Discipleship…is a state of being. Discipleship is about how we live; not just the decisions we make, not just the things we believe, but a state of being. (Rowan Williams, Being Disciples)
Today we have the story of two men coming to Jesus for the first time; one is Andrew, the other unnamed. It could be you, it could be me.
It’s the story of their becoming disciples.
In this chapter, John’s Gospel uses what may seem to be an unexpected word to describe being a disciple. That word is ‘remains’.
It’s one of John’s favourite words. He uses it all over the place. It’s only one Greek word—meno, for the Greek geeks—but in our English Bibles it might be remain, stay, or abide.
This is the Spirit of truth, whom the world cannot receive, because it neither sees him nor knows him. You know him, because he abides with you, and he will be in you. (John 14.17)
Abide in me as I abide in you. Just as the branch cannot bear fruit by itself unless it abides in the vine, neither can you unless you abide in me. (John 15.4)
As the Father has loved me, so I have loved you; abide in my love. (John 15.9)
Let’s look at where it comes in this chapter. Jesus realises he is being followed, and says:
‘What are you looking for?’ They said to him, ‘Rabbi,…where are you staying?’ He said to them, ‘Come and see.’ They came and saw where he was staying, and they remained with him that day. It was about four o’clock in the afternoon.
The English language mucks this up a bit, but let’s persist. Where we have two words, the Greek text has only one.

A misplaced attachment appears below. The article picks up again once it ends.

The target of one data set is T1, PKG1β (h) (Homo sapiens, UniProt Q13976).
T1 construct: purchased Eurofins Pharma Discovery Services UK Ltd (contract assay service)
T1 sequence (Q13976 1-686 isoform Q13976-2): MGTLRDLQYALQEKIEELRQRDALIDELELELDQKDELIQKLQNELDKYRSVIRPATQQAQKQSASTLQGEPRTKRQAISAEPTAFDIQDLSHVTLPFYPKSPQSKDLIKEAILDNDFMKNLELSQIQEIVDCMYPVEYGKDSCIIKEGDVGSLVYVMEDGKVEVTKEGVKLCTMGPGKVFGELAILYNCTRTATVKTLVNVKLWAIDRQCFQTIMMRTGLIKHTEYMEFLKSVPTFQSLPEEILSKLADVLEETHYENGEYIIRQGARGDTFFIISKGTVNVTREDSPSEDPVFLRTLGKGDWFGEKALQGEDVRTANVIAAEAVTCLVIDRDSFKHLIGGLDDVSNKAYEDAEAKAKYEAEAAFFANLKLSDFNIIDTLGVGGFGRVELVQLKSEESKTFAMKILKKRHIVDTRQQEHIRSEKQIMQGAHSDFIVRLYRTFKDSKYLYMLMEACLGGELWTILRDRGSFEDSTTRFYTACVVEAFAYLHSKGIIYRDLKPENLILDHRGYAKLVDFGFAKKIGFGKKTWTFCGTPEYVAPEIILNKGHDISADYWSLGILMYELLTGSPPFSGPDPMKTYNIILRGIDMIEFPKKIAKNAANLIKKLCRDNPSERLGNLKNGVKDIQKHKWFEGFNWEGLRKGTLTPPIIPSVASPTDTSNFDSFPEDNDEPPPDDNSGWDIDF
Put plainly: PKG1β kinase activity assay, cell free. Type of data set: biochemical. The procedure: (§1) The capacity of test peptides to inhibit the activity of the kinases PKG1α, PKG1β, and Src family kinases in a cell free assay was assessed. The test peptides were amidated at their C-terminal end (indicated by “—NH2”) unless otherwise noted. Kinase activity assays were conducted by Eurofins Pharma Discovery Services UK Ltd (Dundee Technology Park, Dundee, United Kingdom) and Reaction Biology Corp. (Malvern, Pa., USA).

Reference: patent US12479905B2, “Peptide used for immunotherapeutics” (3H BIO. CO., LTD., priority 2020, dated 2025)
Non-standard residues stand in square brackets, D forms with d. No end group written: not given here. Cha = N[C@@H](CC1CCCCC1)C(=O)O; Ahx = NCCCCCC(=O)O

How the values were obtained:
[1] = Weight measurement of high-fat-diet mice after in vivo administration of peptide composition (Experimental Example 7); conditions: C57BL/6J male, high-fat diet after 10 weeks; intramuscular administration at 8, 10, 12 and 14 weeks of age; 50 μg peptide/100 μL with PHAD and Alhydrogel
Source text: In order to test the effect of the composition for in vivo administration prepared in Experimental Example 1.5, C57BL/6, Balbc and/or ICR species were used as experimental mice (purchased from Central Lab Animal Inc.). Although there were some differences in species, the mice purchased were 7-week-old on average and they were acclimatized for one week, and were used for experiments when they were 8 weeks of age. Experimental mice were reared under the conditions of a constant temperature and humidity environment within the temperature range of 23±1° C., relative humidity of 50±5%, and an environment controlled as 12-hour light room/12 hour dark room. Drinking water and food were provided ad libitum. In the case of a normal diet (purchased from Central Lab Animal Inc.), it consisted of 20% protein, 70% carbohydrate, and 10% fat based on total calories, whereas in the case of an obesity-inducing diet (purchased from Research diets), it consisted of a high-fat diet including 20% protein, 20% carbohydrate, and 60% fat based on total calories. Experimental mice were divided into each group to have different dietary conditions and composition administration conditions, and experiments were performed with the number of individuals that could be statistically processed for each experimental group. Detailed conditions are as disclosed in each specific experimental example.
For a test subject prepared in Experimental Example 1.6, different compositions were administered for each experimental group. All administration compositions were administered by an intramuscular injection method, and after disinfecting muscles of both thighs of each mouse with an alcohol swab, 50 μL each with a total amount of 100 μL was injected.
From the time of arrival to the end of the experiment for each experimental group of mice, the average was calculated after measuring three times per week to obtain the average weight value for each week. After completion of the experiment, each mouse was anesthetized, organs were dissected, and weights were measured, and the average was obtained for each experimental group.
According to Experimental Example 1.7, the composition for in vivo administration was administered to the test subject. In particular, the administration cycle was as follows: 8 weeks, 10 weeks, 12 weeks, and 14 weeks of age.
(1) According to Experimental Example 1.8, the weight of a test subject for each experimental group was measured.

Rabbi, where are you staying?
They came and saw where he was staying,
and they remained with him that day.
Remember: staying, remaining, sometimes abiding or dwelling, it’s the same Greek word. (μένω, ménō) And it’s used a lot in John’s Gospel.
It describes what being a disciple is to a tee.
A disciple is a student who remains with Jesus. And in remaining with Jesus, the disciple is changed, even transformed.
These days, a student is someone who goes to uni when her scheduled classes are on, and perhaps at other times to work in the library. They may only see their lecturers when they’re in class.
It was different in Jesus’ day. If you were a student—a disciple—2000 years ago, you would expect to
hang on your teacher’s every word, to follow in his or her steps, to sleep outside their door in order not to miss any pearls of wisdom falling from their lips, to watch how they conduct themselves at the table, how they conduct themselves in the street…
(Rowan Williams, Being a Disciple)
Not many people these days would make that kind of commitment just to get a BA!
But it’s the kind of commitment required of a disciple of Jesus.